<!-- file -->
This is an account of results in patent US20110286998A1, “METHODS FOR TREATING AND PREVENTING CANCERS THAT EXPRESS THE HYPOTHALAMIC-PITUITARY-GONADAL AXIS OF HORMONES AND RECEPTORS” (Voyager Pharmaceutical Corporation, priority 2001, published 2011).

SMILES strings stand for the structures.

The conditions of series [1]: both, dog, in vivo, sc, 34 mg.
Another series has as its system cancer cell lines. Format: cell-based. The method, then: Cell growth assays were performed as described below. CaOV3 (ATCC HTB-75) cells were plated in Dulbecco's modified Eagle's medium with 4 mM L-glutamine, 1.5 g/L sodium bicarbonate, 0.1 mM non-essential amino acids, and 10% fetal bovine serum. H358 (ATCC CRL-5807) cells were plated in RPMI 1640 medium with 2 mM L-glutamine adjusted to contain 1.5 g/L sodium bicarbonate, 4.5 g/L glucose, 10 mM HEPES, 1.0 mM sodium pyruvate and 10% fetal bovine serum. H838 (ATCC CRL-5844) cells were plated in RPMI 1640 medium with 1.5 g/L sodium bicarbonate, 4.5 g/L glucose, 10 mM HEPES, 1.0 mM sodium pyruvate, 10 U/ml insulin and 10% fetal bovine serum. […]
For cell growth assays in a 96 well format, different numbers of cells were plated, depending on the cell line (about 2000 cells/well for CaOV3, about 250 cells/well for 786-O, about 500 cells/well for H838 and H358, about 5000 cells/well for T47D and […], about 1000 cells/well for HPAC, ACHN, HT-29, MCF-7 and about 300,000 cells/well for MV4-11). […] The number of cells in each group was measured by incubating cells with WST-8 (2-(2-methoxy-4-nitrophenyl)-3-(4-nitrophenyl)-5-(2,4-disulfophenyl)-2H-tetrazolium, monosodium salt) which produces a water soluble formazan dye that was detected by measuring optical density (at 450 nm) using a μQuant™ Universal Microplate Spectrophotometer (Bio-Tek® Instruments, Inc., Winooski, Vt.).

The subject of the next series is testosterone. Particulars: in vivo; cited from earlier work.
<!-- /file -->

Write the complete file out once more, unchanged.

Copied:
This is an account of results in patent US20110286998A1, “METHODS FOR TREATING AND PREVENTING CANCERS THAT EXPRESS THE HYPOTHALAMIC-PITUITARY-GONADAL AXIS OF HORMONES AND RECEPTORS” (Voyager Pharmaceutical Corporation, priority 2001, published 2011).

SMILES strings stand for the structures.

The conditions of series [1]: both, dog, in vivo, sc, 34 mg.
Another series has as its system cancer cell lines. Format: cell-based. The method, then: Cell growth assays were performed as described below. CaOV3 (ATCC HTB-75) cells were plated in Dulbecco's modified Eagle's medium with 4 mM L-glutamine, 1.5 g/L sodium bicarbonate, 0.1 mM non-essential amino acids, and 10% fetal bovine serum. H358 (ATCC CRL-5807) cells were plated in RPMI 1640 medium with 2 mM L-glutamine adjusted to contain 1.5 g/L sodium bicarbonate, 4.5 g/L glucose, 10 mM HEPES, 1.0 mM sodium pyruvate and 10% fetal bovine serum. H838 (ATCC CRL-5844) cells were plated in RPMI 1640 medium with 1.5 g/L sodium bicarbonate, 4.5 g/L glucose, 10 mM HEPES, 1.0 mM sodium pyruvate, 10 U/ml insulin and 10% fetal bovine serum. […]
For cell growth assays in a 96 well format, different numbers of cells were plated, depending on the cell line (about 2000 cells/well for CaOV3, about 250 cells/well for 786-O, about 500 cells/well for H838 and H358, about 5000 cells/well for T47D and […], about 1000 cells/well for HPAC, ACHN, HT-29, MCF-7 and about 300,000 cells/well for MV4-11). […] The number of cells in each group was measured by incubating cells with WST-8 (2-(2-methoxy-4-nitrophenyl)-3-(4-nitrophenyl)-5-(2,4-disulfophenyl)-2H-tetrazolium, monosodium salt) which produces a water soluble formazan dye that was detected by measuring optical density (at 450 nm) using a μQuant™ Universal Microplate Spectrophotometer (Bio-Tek® Instruments, Inc., Winooski, Vt.).

The subject of the next series is testosterone. Particulars: in vivo; cited from earlier work.